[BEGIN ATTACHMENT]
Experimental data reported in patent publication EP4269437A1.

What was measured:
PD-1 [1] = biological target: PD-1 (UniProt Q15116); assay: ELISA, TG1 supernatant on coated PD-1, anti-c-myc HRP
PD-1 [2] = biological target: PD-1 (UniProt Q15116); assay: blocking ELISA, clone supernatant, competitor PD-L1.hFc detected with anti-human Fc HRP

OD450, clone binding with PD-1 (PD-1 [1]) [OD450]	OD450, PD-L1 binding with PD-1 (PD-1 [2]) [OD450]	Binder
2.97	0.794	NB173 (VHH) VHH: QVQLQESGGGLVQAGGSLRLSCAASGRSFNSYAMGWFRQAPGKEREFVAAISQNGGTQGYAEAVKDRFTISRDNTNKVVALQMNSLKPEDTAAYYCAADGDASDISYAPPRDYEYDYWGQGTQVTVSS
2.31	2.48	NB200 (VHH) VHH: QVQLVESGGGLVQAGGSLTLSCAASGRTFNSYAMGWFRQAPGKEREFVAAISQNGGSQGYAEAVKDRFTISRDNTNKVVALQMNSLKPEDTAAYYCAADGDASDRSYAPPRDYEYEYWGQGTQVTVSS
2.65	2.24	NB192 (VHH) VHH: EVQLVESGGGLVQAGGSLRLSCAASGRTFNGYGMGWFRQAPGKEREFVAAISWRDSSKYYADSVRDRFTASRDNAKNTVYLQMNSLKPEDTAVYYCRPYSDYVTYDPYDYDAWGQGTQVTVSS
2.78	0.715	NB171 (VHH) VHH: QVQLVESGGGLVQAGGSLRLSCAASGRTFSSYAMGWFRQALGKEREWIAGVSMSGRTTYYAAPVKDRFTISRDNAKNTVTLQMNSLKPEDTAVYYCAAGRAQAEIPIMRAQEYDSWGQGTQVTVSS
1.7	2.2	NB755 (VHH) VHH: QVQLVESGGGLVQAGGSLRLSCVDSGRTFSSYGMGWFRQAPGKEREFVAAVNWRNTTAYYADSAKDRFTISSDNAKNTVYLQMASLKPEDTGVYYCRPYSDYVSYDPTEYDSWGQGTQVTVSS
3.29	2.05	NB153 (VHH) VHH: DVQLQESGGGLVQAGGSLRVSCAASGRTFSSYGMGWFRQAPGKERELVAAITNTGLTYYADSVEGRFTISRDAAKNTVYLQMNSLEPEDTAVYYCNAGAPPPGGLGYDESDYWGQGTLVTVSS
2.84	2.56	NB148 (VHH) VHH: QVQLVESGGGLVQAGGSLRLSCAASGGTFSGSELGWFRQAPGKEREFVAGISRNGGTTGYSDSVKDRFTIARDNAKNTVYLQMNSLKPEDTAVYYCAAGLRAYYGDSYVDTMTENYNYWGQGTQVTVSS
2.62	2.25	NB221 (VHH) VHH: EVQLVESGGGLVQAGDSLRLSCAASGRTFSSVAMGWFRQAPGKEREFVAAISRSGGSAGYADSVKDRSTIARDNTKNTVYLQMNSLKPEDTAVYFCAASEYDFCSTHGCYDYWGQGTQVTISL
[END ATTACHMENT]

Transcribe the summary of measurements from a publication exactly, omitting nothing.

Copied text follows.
Experimental data reported in patent publication EP4269437A1.

What was measured:
PD-1 [1] = biological target: PD-1 (UniProt Q15116); assay: ELISA, TG1 supernatant on coated PD-1, anti-c-myc HRP
PD-1 [2] = biological target: PD-1 (UniProt Q15116); assay: blocking ELISA, clone supernatant, competitor PD-L1.hFc detected with anti-human Fc HRP

OD450, clone binding with PD-1 (PD-1 [1]) [OD450]	OD450, PD-L1 binding with PD-1 (PD-1 [2]) [OD450]	Binder
2.97	0.794	NB173 (VHH) VHH: QVQLQESGGGLVQAGGSLRLSCAASGRSFNSYAMGWFRQAPGKEREFVAAISQNGGTQGYAEAVKDRFTISRDNTNKVVALQMNSLKPEDTAAYYCAADGDASDISYAPPRDYEYDYWGQGTQVTVSS
2.31	2.48	NB200 (VHH) VHH: QVQLVESGGGLVQAGGSLTLSCAASGRTFNSYAMGWFRQAPGKEREFVAAISQNGGSQGYAEAVKDRFTISRDNTNKVVALQMNSLKPEDTAAYYCAADGDASDRSYAPPRDYEYEYWGQGTQVTVSS
2.65	2.24	NB192 (VHH) VHH: EVQLVESGGGLVQAGGSLRLSCAASGRTFNGYGMGWFRQAPGKEREFVAAISWRDSSKYYADSVRDRFTASRDNAKNTVYLQMNSLKPEDTAVYYCRPYSDYVTYDPYDYDAWGQGTQVTVSS
2.78	0.715	NB171 (VHH) VHH: QVQLVESGGGLVQAGGSLRLSCAASGRTFSSYAMGWFRQALGKEREWIAGVSMSGRTTYYAAPVKDRFTISRDNAKNTVTLQMNSLKPEDTAVYYCAAGRAQAEIPIMRAQEYDSWGQGTQVTVSS
1.7	2.2	NB755 (VHH) VHH: QVQLVESGGGLVQAGGSLRLSCVDSGRTFSSYGMGWFRQAPGKEREFVAAVNWRNTTAYYADSAKDRFTISSDNAKNTVYLQMASLKPEDTGVYYCRPYSDYVSYDPTEYDSWGQGTQVTVSS
3.29	2.05	NB153 (VHH) VHH: DVQLQESGGGLVQAGGSLRVSCAASGRTFSSYGMGWFRQAPGKERELVAAITNTGLTYYADSVEGRFTISRDAAKNTVYLQMNSLEPEDTAVYYCNAGAPPPGGLGYDESDYWGQGTLVTVSS
2.84	2.56	NB148 (VHH) VHH: QVQLVESGGGLVQAGGSLRLSCAASGGTFSGSELGWFRQAPGKEREFVAGISRNGGTTGYSDSVKDRFTIARDNAKNTVYLQMNSLKPEDTAVYYCAAGLRAYYGDSYVDTMTENYNYWGQGTQVTVSS
2.62	2.25	NB221 (VHH) VHH: EVQLVESGGGLVQAGDSLRLSCAASGRTFSSVAMGWFRQAPGKEREFVAAISRSGGSAGYADSVKDRSTIARDNTKNTVYLQMNSLKPEDTAVYFCAASEYDFCSTHGCYDYWGQGTQVTISL